Jesse Owens and Luz Long, a friendship that defied the 1936 Nazi Olympics.

525a9c01abdd4a17African-American Jesse Owens won 4 gold medals at the 1936 Olympics in Berlin. No other Olympian had achieved so much in previous Olympics. His success was a major blow to Adolph Hitler, who had hoped to showcase Aryan superiority at the games.
The grandson of a slave and the son of a sharecropper, Owens’ victories were significant on many levels. Perhaps most importantly, it affirmed that an individual’s performance distinguishes one more so than race, religion or national origin.
The 5-foot-10, 165-pound Owens won his first final in the 100 meters by edging out teammate Ralph Metcalfe.
The following day, Owens was nearly out of the long jump competition after qualifying began. He fouled on his first two jumps. One of the jumps was a practice run, but officials counted it as an attempt.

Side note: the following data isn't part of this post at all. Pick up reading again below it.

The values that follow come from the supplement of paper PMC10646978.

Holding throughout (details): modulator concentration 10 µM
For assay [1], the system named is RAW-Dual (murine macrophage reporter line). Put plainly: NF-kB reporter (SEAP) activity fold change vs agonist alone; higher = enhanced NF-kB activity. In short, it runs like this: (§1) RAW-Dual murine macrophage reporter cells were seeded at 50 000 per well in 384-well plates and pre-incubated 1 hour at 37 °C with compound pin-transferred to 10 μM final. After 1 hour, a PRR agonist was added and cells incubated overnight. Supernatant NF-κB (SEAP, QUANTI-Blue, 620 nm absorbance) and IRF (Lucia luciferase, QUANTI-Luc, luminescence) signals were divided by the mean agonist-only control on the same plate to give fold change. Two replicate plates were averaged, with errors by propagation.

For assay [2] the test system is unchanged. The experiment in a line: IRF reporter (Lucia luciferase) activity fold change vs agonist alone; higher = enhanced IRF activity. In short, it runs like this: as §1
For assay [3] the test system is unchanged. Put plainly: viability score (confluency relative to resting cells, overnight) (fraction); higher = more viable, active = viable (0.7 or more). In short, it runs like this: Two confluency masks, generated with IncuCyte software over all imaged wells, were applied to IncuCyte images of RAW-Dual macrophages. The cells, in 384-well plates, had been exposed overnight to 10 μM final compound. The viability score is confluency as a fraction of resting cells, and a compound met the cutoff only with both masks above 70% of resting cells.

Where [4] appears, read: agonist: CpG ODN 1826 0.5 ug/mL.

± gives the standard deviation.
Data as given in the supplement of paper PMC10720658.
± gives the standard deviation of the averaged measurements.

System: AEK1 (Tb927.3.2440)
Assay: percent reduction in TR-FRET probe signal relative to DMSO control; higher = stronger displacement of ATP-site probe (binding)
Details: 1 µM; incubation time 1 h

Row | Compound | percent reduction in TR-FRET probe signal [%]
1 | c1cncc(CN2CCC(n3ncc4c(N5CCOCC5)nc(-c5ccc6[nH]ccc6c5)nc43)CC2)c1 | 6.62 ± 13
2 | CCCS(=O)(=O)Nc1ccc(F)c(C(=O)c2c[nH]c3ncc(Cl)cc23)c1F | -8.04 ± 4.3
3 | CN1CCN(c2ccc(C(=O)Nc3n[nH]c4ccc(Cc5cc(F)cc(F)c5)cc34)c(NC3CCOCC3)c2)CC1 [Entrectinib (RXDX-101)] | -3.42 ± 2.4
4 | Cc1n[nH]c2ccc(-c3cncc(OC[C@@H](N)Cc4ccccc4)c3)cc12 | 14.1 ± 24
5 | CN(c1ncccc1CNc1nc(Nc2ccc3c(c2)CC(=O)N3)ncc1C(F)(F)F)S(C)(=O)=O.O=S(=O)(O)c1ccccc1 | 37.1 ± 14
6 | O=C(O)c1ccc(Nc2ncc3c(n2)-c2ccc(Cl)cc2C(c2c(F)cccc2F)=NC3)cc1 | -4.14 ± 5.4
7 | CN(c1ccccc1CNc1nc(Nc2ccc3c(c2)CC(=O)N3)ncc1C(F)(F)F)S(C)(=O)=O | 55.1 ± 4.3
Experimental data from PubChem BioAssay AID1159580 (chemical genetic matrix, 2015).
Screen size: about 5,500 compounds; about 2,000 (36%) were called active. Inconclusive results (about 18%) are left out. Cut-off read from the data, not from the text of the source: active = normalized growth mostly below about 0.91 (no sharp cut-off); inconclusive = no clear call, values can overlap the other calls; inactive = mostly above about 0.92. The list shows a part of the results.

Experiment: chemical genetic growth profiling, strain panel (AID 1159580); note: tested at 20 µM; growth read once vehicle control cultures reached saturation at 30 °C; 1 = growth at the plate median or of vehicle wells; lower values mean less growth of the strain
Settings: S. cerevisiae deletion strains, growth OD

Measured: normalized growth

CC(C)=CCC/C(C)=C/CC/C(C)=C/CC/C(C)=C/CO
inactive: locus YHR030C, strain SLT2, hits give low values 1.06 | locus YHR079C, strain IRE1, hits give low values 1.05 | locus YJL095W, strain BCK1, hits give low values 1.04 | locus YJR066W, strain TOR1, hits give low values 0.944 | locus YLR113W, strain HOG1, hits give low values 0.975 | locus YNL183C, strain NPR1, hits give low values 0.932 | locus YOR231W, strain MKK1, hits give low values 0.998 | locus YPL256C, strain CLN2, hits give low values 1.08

With just one jump remaining, Luz Long, a German long jumper who was Owens’ toughest competition, introduced himself. Long had the blond hair, blue-eyed look that Hitler so favoured, yet Long didn’t buy into the “master race” propaganda that Hitler espoused.
He offered a suggestion to Owens. To play it safe, make your mark several inches before the takeoff board and jump from there. Owens used the advice and qualified on his last jump.
Later that afternoon, Long’s fifth jump matched Owens’ 25-10 in the finals. But Owens won the gold medal with a final jump of 26-5½ on his last jump. The first to congratulate Owens was Long.
“It took a lot of courage for him to befriend me in front of Hitler,” Owens said. “You can melt down all the medals and cups I have and they wouldn’t be a plating on the 24-karat friendship I felt for Luz Long at that moment.
Hitler must have gone crazy watching us embrace. The sad part of the story is I never saw Long again. He was killed in World War II.”
Owens added to his gold medal count with wins in the 200 meters and the 4×100 meter relay. The German crowd at the stadium, some 110,000 strong at times, cheered his accomplishments and sought his autograph in the streets during the games.
Jesse Owens’ inspirational sports story captured newspaper headlines across the world.
via Sporting Heroes

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